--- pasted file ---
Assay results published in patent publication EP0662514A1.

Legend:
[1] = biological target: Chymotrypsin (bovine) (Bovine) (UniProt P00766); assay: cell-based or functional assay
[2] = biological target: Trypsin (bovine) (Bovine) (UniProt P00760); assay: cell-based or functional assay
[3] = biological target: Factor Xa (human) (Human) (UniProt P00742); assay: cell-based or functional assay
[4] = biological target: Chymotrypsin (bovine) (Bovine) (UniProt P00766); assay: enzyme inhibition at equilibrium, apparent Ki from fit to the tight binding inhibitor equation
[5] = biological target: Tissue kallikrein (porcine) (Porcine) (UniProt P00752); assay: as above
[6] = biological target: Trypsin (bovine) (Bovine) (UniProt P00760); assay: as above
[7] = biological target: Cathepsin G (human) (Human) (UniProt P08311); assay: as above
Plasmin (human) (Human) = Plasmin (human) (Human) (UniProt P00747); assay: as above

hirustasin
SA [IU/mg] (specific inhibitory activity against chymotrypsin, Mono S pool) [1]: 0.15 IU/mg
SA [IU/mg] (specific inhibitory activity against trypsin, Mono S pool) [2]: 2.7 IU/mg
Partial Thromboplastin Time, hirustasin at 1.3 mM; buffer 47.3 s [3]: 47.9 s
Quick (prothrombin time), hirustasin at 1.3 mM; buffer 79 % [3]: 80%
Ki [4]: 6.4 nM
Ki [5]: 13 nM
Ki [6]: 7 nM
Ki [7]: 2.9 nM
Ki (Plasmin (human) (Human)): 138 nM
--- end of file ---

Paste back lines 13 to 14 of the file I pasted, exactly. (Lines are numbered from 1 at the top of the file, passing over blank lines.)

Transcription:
SA [IU/mg] (specific inhibitory activity against trypsin, Mono S pool) [2]: 2.7 IU/mg
Partial Thromboplastin Time, hirustasin at 1.3 mM; buffer 47.3 s [3]: 47.9 s